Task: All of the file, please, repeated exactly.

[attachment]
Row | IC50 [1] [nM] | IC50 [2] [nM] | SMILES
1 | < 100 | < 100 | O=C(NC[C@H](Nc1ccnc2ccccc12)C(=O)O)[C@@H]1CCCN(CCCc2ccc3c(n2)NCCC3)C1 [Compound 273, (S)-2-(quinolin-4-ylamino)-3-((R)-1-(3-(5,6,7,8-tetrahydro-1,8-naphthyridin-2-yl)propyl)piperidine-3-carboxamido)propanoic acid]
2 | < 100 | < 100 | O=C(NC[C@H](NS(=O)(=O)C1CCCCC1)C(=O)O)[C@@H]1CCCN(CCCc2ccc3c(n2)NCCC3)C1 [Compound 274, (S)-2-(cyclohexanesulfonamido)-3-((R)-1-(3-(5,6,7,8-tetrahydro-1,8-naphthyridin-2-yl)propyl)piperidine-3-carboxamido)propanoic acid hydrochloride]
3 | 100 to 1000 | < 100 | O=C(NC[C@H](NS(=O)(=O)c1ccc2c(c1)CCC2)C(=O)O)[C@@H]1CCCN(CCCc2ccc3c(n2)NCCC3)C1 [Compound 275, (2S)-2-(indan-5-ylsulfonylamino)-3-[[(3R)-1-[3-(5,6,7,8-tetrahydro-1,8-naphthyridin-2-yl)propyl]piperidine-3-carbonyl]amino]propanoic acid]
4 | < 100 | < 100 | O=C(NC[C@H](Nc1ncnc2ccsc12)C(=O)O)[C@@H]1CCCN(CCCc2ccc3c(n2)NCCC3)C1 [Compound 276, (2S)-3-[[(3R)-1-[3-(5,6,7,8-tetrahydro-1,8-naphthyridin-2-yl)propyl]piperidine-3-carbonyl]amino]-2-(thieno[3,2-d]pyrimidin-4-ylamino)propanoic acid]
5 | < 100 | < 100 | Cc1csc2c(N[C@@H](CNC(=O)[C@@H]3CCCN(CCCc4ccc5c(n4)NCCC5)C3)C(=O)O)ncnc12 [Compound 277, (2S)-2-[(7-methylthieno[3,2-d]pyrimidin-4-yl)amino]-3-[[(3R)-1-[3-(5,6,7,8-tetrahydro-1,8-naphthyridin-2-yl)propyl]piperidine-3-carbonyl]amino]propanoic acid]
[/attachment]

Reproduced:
Row | IC50 [1] [nM] | IC50 [2] [nM] | SMILES
1 | < 100 | < 100 | O=C(NC[C@H](Nc1ccnc2ccccc12)C(=O)O)[C@@H]1CCCN(CCCc2ccc3c(n2)NCCC3)C1 [Compound 273, (S)-2-(quinolin-4-ylamino)-3-((R)-1-(3-(5,6,7,8-tetrahydro-1,8-naphthyridin-2-yl)propyl)piperidine-3-carboxamido)propanoic acid]
2 | < 100 | < 100 | O=C(NC[C@H](NS(=O)(=O)C1CCCCC1)C(=O)O)[C@@H]1CCCN(CCCc2ccc3c(n2)NCCC3)C1 [Compound 274, (S)-2-(cyclohexanesulfonamido)-3-((R)-1-(3-(5,6,7,8-tetrahydro-1,8-naphthyridin-2-yl)propyl)piperidine-3-carboxamido)propanoic acid hydrochloride]
3 | 100 to 1000 | < 100 | O=C(NC[C@H](NS(=O)(=O)c1ccc2c(c1)CCC2)C(=O)O)[C@@H]1CCCN(CCCc2ccc3c(n2)NCCC3)C1 [Compound 275, (2S)-2-(indan-5-ylsulfonylamino)-3-[[(3R)-1-[3-(5,6,7,8-tetrahydro-1,8-naphthyridin-2-yl)propyl]piperidine-3-carbonyl]amino]propanoic acid]
4 | < 100 | < 100 | O=C(NC[C@H](Nc1ncnc2ccsc12)C(=O)O)[C@@H]1CCCN(CCCc2ccc3c(n2)NCCC3)C1 [Compound 276, (2S)-3-[[(3R)-1-[3-(5,6,7,8-tetrahydro-1,8-naphthyridin-2-yl)propyl]piperidine-3-carbonyl]amino]-2-(thieno[3,2-d]pyrimidin-4-ylamino)propanoic acid]
5 | < 100 | < 100 | Cc1csc2c(N[C@@H](CNC(=O)[C@@H]3CCCN(CCCc4ccc5c(n4)NCCC5)C3)C(=O)O)ncnc12 [Compound 277, (2S)-2-[(7-methylthieno[3,2-d]pyrimidin-4-yl)amino]-3-[[(3R)-1-[3-(5,6,7,8-tetrahydro-1,8-naphthyridin-2-yl)propyl]piperidine-3-carbonyl]amino]propanoic acid]